Letter | Published:

Polar and Non-Polar Valency in Organic Compounds

Abstract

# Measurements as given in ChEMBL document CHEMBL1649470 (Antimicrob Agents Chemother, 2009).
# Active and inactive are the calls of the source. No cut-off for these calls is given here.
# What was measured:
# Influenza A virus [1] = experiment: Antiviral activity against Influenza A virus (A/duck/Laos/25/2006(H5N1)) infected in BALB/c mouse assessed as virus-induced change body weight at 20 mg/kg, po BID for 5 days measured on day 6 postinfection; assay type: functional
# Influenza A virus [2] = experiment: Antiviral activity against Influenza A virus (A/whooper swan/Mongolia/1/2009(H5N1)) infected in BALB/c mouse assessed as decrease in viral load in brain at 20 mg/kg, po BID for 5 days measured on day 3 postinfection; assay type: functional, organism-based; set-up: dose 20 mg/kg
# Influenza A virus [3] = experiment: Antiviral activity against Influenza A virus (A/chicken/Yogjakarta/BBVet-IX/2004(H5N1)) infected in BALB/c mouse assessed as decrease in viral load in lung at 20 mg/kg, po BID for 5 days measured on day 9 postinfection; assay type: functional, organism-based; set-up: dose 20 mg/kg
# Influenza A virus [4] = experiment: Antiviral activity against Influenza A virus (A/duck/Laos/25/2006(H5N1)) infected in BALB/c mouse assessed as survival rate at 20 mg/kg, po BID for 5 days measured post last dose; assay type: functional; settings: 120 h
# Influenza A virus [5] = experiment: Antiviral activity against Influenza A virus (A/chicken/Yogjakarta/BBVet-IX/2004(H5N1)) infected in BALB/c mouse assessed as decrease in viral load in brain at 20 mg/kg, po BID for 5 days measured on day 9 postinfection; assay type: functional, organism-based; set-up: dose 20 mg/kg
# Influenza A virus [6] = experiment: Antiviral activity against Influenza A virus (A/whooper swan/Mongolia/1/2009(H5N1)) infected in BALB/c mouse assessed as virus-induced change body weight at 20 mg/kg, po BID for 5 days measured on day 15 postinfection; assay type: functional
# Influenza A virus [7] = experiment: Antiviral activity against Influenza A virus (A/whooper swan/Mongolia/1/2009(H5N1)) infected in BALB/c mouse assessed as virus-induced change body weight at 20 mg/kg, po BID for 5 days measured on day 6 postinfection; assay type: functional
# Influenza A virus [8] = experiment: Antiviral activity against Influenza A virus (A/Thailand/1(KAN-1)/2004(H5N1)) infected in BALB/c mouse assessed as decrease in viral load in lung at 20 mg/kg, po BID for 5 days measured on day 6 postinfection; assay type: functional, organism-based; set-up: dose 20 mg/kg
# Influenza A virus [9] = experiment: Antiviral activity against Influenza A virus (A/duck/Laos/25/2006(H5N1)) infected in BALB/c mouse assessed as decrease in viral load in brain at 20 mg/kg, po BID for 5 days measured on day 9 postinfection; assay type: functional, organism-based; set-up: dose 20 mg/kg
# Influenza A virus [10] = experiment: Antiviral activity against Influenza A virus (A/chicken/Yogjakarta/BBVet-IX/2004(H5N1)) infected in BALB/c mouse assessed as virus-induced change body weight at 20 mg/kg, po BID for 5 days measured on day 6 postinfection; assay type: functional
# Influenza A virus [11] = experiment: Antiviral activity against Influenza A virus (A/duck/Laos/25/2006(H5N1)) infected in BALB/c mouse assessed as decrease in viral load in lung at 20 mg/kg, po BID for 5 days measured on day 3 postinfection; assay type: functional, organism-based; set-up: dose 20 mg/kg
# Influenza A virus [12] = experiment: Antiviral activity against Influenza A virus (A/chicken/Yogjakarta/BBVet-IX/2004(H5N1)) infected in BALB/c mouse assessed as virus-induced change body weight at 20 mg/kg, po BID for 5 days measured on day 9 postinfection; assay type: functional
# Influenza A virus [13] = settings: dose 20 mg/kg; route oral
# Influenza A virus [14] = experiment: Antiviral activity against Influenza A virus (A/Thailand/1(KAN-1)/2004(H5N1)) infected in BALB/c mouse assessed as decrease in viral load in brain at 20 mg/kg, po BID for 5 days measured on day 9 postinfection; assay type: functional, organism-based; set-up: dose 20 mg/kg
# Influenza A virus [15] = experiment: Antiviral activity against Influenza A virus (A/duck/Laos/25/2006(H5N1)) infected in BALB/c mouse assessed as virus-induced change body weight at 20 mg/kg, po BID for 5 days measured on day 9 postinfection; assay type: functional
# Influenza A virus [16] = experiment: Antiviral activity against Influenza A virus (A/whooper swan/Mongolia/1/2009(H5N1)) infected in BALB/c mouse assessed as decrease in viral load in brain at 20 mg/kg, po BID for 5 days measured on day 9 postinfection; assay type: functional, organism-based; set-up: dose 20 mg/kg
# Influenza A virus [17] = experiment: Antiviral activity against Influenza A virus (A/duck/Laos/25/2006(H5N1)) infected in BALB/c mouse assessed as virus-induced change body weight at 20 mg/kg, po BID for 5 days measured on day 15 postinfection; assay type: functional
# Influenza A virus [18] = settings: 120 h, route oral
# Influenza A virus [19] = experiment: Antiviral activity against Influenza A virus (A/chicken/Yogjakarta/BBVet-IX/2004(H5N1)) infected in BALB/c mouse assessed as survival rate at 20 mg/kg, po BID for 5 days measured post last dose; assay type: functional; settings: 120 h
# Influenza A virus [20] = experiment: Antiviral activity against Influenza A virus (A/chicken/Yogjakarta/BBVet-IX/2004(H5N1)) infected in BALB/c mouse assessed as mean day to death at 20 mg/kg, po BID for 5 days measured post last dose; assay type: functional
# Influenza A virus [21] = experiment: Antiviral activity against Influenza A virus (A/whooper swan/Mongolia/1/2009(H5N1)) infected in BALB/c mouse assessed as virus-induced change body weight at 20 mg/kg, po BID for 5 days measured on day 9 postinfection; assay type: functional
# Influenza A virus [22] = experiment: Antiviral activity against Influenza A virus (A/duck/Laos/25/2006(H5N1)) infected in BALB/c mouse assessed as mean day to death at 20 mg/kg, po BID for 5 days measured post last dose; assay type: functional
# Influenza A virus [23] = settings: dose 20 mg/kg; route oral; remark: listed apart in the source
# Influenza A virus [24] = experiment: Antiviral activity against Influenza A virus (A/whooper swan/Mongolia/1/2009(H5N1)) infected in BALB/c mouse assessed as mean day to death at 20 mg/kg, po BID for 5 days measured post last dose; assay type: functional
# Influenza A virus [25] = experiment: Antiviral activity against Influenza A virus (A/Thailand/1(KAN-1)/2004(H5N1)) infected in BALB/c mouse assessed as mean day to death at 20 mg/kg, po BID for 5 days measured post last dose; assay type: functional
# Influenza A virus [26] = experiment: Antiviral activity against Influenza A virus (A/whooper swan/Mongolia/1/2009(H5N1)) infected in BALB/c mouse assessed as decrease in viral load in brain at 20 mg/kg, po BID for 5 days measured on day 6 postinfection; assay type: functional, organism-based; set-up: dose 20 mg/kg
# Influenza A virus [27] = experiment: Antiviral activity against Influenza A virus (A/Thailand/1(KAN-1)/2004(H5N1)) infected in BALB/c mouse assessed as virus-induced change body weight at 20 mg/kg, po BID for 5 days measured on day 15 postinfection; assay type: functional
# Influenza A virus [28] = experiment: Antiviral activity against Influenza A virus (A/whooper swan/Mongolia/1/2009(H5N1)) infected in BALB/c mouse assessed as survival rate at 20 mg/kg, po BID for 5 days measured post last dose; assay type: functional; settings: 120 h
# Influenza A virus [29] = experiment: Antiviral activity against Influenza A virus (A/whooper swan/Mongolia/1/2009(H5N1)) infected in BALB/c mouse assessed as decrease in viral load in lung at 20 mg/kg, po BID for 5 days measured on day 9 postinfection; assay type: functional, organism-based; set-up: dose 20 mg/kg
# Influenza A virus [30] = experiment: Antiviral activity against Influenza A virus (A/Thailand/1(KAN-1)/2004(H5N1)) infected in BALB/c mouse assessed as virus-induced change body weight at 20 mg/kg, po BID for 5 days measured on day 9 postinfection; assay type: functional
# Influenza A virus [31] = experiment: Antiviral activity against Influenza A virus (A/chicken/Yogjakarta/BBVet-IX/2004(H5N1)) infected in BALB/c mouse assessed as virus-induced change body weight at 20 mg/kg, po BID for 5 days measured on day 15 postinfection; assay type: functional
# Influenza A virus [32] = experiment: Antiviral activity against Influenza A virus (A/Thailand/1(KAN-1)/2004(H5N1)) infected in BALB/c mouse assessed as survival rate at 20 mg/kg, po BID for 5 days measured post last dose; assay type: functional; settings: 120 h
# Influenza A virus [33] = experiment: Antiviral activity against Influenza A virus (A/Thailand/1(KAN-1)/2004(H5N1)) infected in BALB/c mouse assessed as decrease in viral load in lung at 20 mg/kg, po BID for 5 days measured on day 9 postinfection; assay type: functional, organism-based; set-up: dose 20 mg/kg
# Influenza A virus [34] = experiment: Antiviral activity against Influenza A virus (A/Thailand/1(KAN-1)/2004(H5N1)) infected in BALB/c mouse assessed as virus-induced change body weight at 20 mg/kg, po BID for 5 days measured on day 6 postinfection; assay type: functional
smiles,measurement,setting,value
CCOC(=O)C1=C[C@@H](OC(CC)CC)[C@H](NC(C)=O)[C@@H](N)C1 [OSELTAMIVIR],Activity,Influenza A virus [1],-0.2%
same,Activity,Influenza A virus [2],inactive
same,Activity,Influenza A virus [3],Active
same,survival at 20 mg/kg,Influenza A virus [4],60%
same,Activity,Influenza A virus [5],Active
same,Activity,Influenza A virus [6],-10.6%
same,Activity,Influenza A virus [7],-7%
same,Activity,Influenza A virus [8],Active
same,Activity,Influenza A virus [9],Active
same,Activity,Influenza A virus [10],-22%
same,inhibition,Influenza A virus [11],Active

THERE is an increasing tendency on the part of organic chemists to apply the Berzelius dualistic theory, in a modified form, to organic compounds. In many theories of valency, individual groups are considered to be more or less electropositive or electronegative, and it is possible to arrange these groups, approximately, in a table of descending electropositive character. A difficulty which arises in examining this conception is to visualise the transference of anything less than one electron between the group and the remainder of the molecule. There appear to be at least two kinds of forces operating between atoms in a molecule, which can be designated as polar and non-polar. The polar character of the valency in the majority of salts is definite; there is experimental evidence for the transference of electrons in these substances. The non-polar forces are particularly in evidence in the linkings of organic compounds, and it is extremely unlikely that transference takes place to an appreciable extent here. Without entering into a discussion of the nature of the non-polar forces, which may be electromagnetic, there are two explanations which may be given of the undoubted positive and negative relationships of groups in organic compounds. In the first place, there may be a partial transference of an electron between the group and the residue of the molecule, or alternately there may be a varying concentration of polar molecules in the typically non-polar substance.

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